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Find third vector to build a base of $\mathbb{R}^3$

For the following vectors $v_1 = \left(\begin{matrix} 1 \\ 1 \\ 2 \end{matrix}\right)$ and $v_2 = \left(\begin{matrix} 2 \\ 2 \\ 5 \end{matrix}\right)$, find a third vector $v_3 = \left(\begin{matrix} x \\ y \\ z \end{matrix}\right)$ which together build a base for $\mathbb{R}^3$.*

My solution

We know that the vectors must be linearly independent, so

$$\left(\begin{matrix} 1 & 2 & x \\ 1 & 2 & y \\ 2 & 5 & z \end{matrix}\right) \left(\begin{matrix} {\lambda}_1 \\ {\lambda}_2 \\ {\lambda}_3 \end{matrix}\right) = \left(\begin{matrix} 0 \\ 0 \\ 0 \end{matrix}\right) $$

for ${\lambda}_1 = {\lambda}_2 = {\lambda}_3 = 0$

The gauss reduction gives

$$ \left(\begin{matrix} 1 & 2 & x \\ 0 & 1 & z-2x \\ 0 & 0 & y-x \end{matrix}\right) $$

So the solution would be any vector $v_3$ for which the following hold:

$$ y \neq x \\ z \neq 2x \\ x \neq 0 $$

for example $$ \left(\begin{matrix} 1 \\ 2 \\ 3 \end{matrix}\right) $$

Is this a valid solution?

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marked as duplicate by user1551, Micah, rschwieb, draks ..., Pedro Tamaroff Nov 27 '12 at 14:21

This question has been asked before and already has an answer. If those answers do not fully address your question, please ask a new question.

You only need $y\neq x$ as a condition for the third vector be LI with others. – fmoura2005 Nov 27 '12 at 12:54
up vote 1 down vote accepted

That's a good approach and the answer is correct. when you think about what you would do with the Gauss reduction, it is only required that the bottom right entry $y-z$ is non-zero for the third vector to be linearly independent from the other two.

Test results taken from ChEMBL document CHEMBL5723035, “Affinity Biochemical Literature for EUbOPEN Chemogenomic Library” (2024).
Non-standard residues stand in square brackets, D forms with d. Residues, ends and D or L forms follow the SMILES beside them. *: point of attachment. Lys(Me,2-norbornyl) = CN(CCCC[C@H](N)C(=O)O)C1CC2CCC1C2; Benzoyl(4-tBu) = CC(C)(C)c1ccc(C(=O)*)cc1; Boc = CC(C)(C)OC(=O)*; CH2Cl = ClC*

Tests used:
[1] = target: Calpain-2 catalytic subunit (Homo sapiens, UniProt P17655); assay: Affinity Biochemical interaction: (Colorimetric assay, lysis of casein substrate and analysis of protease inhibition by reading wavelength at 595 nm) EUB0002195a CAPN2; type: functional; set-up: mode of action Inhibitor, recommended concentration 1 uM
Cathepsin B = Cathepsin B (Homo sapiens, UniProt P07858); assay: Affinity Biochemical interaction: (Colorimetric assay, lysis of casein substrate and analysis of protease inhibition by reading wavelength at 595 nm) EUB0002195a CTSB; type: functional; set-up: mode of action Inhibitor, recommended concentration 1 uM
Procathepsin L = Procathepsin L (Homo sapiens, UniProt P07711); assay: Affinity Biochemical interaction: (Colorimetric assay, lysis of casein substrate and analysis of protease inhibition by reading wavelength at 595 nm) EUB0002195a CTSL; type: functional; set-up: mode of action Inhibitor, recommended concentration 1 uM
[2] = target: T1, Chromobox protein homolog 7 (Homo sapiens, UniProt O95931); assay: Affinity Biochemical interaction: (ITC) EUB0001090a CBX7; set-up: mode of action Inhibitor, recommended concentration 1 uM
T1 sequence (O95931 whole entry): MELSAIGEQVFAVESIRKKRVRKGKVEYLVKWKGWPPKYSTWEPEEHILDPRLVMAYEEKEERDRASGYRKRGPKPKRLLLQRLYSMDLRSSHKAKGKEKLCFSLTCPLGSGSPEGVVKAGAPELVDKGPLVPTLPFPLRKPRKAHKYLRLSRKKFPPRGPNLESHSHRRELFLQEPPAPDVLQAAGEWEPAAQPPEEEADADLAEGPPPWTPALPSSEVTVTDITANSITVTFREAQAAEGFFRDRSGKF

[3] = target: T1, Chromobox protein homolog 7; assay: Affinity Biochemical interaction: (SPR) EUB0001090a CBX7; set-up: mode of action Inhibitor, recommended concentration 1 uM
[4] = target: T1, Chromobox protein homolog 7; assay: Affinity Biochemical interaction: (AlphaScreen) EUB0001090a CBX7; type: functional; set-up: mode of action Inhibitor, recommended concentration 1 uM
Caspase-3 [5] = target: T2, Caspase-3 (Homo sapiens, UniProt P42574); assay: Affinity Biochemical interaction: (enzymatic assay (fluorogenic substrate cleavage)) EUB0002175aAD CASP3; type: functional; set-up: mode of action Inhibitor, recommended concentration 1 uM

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So if I would get the bottom right $0$ after the reduction, then the first two vectors are already linearly dependent and there's no way to find $v_3$ such that the condition is right? – Flavius Nov 27 '12 at 12:59
Correct. You can only increase the dimension of the column space by 1 with each additional vector. – Hans Engler Nov 27 '12 at 13:07

After the reduction, the determinant of the matrix is $y-x$, so you get a basis if and only if $x \neq y$.

An alternative way to describe this, is that the first two vectors are not colinear, so they span a plane in $\Bbb R^3$. It is also obvious that they span the plane of equation $x=y$ because both vectors satisfy that equation. So in order to get a basis, you only need to add a vector which is not in that plane, that means a vector $(x,y,z)$ with $x \neq y$.

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